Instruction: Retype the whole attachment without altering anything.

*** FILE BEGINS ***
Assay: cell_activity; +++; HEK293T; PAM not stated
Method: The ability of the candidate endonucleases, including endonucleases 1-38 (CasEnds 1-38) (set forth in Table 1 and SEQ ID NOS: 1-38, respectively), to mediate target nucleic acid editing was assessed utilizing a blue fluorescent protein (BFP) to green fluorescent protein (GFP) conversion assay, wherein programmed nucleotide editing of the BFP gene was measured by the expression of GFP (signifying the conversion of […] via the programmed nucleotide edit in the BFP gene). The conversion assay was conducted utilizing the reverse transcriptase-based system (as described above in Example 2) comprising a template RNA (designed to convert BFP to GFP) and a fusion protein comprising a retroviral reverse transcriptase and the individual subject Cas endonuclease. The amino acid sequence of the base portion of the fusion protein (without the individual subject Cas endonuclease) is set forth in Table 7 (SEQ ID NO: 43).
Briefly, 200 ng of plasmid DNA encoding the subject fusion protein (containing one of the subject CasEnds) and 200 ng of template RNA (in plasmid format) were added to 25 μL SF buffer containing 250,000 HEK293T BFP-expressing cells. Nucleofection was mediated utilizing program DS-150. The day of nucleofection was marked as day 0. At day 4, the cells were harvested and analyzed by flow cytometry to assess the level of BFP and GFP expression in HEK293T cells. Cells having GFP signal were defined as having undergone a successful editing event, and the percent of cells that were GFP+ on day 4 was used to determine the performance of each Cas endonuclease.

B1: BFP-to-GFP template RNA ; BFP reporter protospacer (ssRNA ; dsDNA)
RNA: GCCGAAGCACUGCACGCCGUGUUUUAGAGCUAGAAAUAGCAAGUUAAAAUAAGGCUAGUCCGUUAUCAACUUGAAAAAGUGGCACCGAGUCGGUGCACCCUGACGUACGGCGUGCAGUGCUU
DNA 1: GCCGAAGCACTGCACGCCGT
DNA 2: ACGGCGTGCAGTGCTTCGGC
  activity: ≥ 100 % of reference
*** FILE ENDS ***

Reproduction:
Assay: cell_activity; +++; HEK293T; PAM not stated
Method: The ability of the candidate endonucleases, including endonucleases 1-38 (CasEnds 1-38) (set forth in Table 1 and SEQ ID NOS: 1-38, respectively), to mediate target nucleic acid editing was assessed utilizing a blue fluorescent protein (BFP) to green fluorescent protein (GFP) conversion assay, wherein programmed nucleotide editing of the BFP gene was measured by the expression of GFP (signifying the conversion of […] via the programmed nucleotide edit in the BFP gene). The conversion assay was conducted utilizing the reverse transcriptase-based system (as described above in Example 2) comprising a template RNA (designed to convert BFP to GFP) and a fusion protein comprising a retroviral reverse transcriptase and the individual subject Cas endonuclease. The amino acid sequence of the base portion of the fusion protein (without the individual subject Cas endonuclease) is set forth in Table 7 (SEQ ID NO: 43).
Briefly, 200 ng of plasmid DNA encoding the subject fusion protein (containing one of the subject CasEnds) and 200 ng of template RNA (in plasmid format) were added to 25 μL SF buffer containing 250,000 HEK293T BFP-expressing cells. Nucleofection was mediated utilizing program DS-150. The day of nucleofection was marked as day 0. At day 4, the cells were harvested and analyzed by flow cytometry to assess the level of BFP and GFP expression in HEK293T cells. Cells having GFP signal were defined as having undergone a successful editing event, and the percent of cells that were GFP+ on day 4 was used to determine the performance of each Cas endonuclease.

B1: BFP-to-GFP template RNA ; BFP reporter protospacer (ssRNA ; dsDNA)
RNA: GCCGAAGCACUGCACGCCGUGUUUUAGAGCUAGAAAUAGCAAGUUAAAAUAAGGCUAGUCCGUUAUCAACUUGAAAAAGUGGCACCGAGUCGGUGCACCCUGACGUACGGCGUGCAGUGCUU
DNA 1: GCCGAAGCACTGCACGCCGT
DNA 2: ACGGCGTGCAGTGCTTCGGC
  activity: ≥ 100 % of reference